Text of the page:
How to Make Business Center Employees Happier, More Productive

Happiness at work

PORTLAND – Are happy business center employees really more productive employees? And if so, can making your employees happier give you a competitive advantage in the marketplace? Ruby Receptionists thinks so – and this virtual receptionist company offers some valuable lessons for your business center.

Ruby Receptionists is known for making extra efforts to keep its employees happy, figuring happier employees drives a better customer service. Indeed, “fostering happiness” is one of the virtual receptionist firm’s core values.

The latest inspiration to spring from that core value is a “Happiness Journal” program. Ruby Receptionists reports that the program boosted employee happiness and had a positive impact on bottom-line results. Specifically, before the six-week program began, Ruby had a service record of one error reported per 1,000 calls. After the program, Ruby reduced inaccuracies to 1-per-2,500 calls – a 60% improvement in accuracy.

“Having ‘Foster Happiness’ as one of our core values might strike some people as unconventional or maybe even frivolous, but our commitment to happiness has generated serious business results in terms of employee accuracy and productivity,” says Jill Nelson, founder and CEO of Ruby Receptionists.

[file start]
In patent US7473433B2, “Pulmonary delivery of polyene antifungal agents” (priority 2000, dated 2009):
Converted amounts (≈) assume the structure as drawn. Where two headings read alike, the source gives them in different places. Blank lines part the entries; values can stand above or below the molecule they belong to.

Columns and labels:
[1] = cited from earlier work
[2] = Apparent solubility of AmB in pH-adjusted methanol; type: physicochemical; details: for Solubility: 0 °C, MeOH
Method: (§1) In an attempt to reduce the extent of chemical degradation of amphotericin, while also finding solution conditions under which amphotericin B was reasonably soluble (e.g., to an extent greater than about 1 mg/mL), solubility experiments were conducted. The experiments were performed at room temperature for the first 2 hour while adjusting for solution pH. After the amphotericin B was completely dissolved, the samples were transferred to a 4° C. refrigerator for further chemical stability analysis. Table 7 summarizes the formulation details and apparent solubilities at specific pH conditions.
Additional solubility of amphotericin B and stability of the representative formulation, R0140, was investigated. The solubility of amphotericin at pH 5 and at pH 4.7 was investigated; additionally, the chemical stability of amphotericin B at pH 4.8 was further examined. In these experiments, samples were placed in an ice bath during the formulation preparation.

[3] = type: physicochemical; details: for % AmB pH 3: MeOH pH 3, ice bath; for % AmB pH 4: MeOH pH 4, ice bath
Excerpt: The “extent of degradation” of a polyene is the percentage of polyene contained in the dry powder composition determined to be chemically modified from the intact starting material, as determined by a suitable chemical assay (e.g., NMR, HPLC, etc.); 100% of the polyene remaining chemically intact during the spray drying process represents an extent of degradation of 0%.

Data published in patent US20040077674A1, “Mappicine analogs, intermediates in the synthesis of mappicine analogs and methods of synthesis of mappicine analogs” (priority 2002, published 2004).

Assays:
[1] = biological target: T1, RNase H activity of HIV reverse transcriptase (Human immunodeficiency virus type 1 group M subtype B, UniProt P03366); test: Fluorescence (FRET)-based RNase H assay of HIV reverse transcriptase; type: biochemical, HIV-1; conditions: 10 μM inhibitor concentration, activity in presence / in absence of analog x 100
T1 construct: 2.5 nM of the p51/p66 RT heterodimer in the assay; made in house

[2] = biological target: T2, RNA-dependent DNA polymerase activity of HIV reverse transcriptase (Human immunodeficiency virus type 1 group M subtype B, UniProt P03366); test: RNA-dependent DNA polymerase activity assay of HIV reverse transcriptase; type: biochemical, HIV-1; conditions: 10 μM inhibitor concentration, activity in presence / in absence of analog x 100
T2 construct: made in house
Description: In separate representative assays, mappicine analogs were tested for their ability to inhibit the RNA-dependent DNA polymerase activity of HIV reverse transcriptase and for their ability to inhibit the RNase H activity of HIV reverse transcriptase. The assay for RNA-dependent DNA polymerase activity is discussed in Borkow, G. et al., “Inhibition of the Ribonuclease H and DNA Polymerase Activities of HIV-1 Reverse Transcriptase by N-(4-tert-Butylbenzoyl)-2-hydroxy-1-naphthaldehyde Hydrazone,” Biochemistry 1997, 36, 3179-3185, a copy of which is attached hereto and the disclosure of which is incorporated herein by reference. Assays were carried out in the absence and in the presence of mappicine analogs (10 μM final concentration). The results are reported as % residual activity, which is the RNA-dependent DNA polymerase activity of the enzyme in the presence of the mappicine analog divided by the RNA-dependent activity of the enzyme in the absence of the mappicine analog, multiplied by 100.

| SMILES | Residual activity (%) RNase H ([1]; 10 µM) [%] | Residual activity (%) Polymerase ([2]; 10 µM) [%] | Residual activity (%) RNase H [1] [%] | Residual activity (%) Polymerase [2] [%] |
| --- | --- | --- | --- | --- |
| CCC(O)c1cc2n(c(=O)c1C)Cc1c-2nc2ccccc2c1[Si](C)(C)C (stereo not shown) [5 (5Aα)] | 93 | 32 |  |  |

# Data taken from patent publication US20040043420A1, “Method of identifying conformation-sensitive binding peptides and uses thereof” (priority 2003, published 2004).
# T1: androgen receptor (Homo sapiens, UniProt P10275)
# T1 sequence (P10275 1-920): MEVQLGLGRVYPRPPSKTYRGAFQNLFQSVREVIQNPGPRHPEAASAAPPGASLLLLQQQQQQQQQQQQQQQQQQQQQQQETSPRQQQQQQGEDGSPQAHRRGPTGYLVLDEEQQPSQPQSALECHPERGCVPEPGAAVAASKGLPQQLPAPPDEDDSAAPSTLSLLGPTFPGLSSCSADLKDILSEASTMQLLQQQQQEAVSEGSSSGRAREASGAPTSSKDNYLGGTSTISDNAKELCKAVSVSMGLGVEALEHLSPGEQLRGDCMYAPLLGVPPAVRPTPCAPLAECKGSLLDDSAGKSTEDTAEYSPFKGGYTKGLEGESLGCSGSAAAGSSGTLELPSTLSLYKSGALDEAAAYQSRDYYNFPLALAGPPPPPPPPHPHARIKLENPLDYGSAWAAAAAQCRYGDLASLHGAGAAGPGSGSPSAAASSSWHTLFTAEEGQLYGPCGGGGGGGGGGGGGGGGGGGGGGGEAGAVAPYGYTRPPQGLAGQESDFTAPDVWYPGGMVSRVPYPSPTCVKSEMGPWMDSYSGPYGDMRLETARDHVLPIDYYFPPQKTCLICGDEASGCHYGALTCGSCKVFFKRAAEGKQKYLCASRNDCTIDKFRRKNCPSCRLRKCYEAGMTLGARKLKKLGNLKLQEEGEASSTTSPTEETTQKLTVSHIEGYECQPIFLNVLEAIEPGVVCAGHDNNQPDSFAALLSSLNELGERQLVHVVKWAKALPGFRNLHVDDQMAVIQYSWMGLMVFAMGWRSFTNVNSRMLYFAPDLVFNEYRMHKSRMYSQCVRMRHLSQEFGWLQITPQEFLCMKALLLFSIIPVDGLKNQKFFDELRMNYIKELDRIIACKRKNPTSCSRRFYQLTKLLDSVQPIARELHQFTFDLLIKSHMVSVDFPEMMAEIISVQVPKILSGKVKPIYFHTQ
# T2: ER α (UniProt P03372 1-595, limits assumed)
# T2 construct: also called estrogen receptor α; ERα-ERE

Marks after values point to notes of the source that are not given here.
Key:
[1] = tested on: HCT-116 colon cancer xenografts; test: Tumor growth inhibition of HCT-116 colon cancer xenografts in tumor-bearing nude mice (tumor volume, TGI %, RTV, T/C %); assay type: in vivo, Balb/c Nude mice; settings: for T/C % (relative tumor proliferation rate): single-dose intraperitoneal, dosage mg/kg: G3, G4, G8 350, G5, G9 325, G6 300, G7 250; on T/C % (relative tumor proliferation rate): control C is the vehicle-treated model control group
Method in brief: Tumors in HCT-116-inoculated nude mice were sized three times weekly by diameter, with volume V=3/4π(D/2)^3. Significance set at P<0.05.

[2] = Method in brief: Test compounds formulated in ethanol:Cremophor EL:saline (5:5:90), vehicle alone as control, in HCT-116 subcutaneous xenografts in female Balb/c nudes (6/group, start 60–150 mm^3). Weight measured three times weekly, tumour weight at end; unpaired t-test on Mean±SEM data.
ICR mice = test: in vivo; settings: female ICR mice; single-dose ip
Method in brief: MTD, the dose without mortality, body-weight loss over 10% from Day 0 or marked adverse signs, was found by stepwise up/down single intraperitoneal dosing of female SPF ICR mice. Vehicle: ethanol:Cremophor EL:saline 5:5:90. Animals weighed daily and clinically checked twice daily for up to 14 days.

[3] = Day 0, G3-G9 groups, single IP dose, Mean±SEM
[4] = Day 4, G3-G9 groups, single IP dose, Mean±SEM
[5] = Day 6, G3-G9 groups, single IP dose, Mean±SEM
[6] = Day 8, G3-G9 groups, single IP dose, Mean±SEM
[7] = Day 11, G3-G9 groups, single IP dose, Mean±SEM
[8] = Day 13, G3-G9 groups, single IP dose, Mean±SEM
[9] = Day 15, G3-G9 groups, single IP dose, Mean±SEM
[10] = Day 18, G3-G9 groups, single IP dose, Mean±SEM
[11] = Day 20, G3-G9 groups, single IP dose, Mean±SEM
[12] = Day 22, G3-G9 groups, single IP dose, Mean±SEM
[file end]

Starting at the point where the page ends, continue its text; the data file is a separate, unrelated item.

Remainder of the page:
Ruby Receptionists wasn’t just trying to be fun and creative when it launched the Happiness Journal program. It’s actually based on research. Ruby created the program in line with Shawn Achor’s work as a positive psychology researcher at Harvard University and from his book, “The Happiness Advantage.”

Achor’s research explores how business professionals can reprogram their brains to become more positive in order to gain a competitive edge at work. Achor’s research shows that employee happiness raises nearly every business and educational outcome, including sales, productivity, task accuracy – and a wide range of health and quality-of-life improvements.

Here’s how the program works: Employees were asked to perform daily positivity exercises in a specially designed journal, such as listing three new things the participant was grateful for that day, writing about a positive gratitude action for the day, and journaling about a positive experience from the past 24 hours.

Ruby Receptionists also suggested optional “happiness boosters,” such as exercising for at least 10 minutes and spending at least two minutes meditating. Ruby even offered an extra incentive to participate: Each employee who successfully completed the program had a chance to win an expenses-paid trip to Hawaii for two.

Says Nelson, “It has been extremely gratifying to see how investing in our employees’ personal growth, development and overall happiness has generated significant business results that enable us to provide an even better customer experience for our clients.”

What can your business center learn from this exercise? Its seems happier employees truly are more productive employees that make fewer errors. The good news is, this is a low-cost, low-energy way to make an impact on the morale of your business centers. The risk is low and the reward is potentially high.

Image source

ABOUT THE AUTHOR
Mike Sullivan

Mike Sullivan

Mike Sullivan is an entrepreneur and marketing professional who tries to keep things humming along as best as possible. From time to time, he updates Officing Today, but mostly he can be found on Skype talking with someone about virtual offices. Connect with Mike Sullivan on LinkedIn.